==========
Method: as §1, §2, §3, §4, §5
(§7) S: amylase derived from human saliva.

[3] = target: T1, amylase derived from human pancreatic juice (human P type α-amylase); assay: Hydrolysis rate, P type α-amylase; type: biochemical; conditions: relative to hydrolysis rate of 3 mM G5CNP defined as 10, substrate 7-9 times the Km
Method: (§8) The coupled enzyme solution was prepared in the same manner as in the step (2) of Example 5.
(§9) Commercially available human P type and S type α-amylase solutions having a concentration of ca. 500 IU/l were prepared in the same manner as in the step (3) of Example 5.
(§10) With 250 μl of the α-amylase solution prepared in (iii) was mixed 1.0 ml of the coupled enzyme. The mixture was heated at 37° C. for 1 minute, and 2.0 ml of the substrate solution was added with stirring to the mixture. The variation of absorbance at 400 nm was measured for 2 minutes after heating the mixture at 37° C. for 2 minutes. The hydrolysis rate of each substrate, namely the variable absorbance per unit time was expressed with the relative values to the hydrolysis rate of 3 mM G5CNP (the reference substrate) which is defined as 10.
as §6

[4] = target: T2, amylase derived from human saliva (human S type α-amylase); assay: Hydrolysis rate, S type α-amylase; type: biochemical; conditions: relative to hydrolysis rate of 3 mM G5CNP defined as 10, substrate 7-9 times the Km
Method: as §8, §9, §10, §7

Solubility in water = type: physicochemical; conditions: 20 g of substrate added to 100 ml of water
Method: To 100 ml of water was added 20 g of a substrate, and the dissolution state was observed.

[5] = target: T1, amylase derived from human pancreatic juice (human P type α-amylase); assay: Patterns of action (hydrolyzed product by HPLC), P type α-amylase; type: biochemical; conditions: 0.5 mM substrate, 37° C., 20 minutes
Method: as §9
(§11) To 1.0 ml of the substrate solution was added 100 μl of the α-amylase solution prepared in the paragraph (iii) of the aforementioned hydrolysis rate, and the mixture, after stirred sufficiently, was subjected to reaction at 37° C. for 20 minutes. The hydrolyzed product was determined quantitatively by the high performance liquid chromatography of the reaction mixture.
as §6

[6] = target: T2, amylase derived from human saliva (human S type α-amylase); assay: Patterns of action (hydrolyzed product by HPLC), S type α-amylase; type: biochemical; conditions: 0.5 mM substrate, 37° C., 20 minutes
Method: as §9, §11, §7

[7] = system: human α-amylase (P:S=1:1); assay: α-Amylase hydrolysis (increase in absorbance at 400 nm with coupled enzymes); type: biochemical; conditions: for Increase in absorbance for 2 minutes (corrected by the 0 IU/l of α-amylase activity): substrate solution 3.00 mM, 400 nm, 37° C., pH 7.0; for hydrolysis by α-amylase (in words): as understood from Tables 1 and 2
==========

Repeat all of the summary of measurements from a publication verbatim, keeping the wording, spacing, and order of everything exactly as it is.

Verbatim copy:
Method: as §1, §2, §3, §4, §5
(§7) S: amylase derived from human saliva.

[3] = target: T1, amylase derived from human pancreatic juice (human P type α-amylase); assay: Hydrolysis rate, P type α-amylase; type: biochemical; conditions: relative to hydrolysis rate of 3 mM G5CNP defined as 10, substrate 7-9 times the Km
Method: (§8) The coupled enzyme solution was prepared in the same manner as in the step (2) of Example 5.
(§9) Commercially available human P type and S type α-amylase solutions having a concentration of ca. 500 IU/l were prepared in the same manner as in the step (3) of Example 5.
(§10) With 250 μl of the α-amylase solution prepared in (iii) was mixed 1.0 ml of the coupled enzyme. The mixture was heated at 37° C. for 1 minute, and 2.0 ml of the substrate solution was added with stirring to the mixture. The variation of absorbance at 400 nm was measured for 2 minutes after heating the mixture at 37° C. for 2 minutes. The hydrolysis rate of each substrate, namely the variable absorbance per unit time was expressed with the relative values to the hydrolysis rate of 3 mM G5CNP (the reference substrate) which is defined as 10.
as §6

[4] = target: T2, amylase derived from human saliva (human S type α-amylase); assay: Hydrolysis rate, S type α-amylase; type: biochemical; conditions: relative to hydrolysis rate of 3 mM G5CNP defined as 10, substrate 7-9 times the Km
Method: as §8, §9, §10, §7

Solubility in water = type: physicochemical; conditions: 20 g of substrate added to 100 ml of water
Method: To 100 ml of water was added 20 g of a substrate, and the dissolution state was observed.

[5] = target: T1, amylase derived from human pancreatic juice (human P type α-amylase); assay: Patterns of action (hydrolyzed product by HPLC), P type α-amylase; type: biochemical; conditions: 0.5 mM substrate, 37° C., 20 minutes
Method: as §9
(§11) To 1.0 ml of the substrate solution was added 100 μl of the α-amylase solution prepared in the paragraph (iii) of the aforementioned hydrolysis rate, and the mixture, after stirred sufficiently, was subjected to reaction at 37° C. for 20 minutes. The hydrolyzed product was determined quantitatively by the high performance liquid chromatography of the reaction mixture.
as §6

[6] = target: T2, amylase derived from human saliva (human S type α-amylase); assay: Patterns of action (hydrolyzed product by HPLC), S type α-amylase; type: biochemical; conditions: 0.5 mM substrate, 37° C., 20 minutes
Method: as §9, §11, §7

[7] = system: human α-amylase (P:S=1:1); assay: α-Amylase hydrolysis (increase in absorbance at 400 nm with coupled enzymes); type: biochemical; conditions: for Increase in absorbance for 2 minutes (corrected by the 0 IU/l of α-amylase activity): substrate solution 3.00 mM, 400 nm, 37° C., pH 7.0; for hydrolysis by α-amylase (in words): as understood from Tables 1 and 2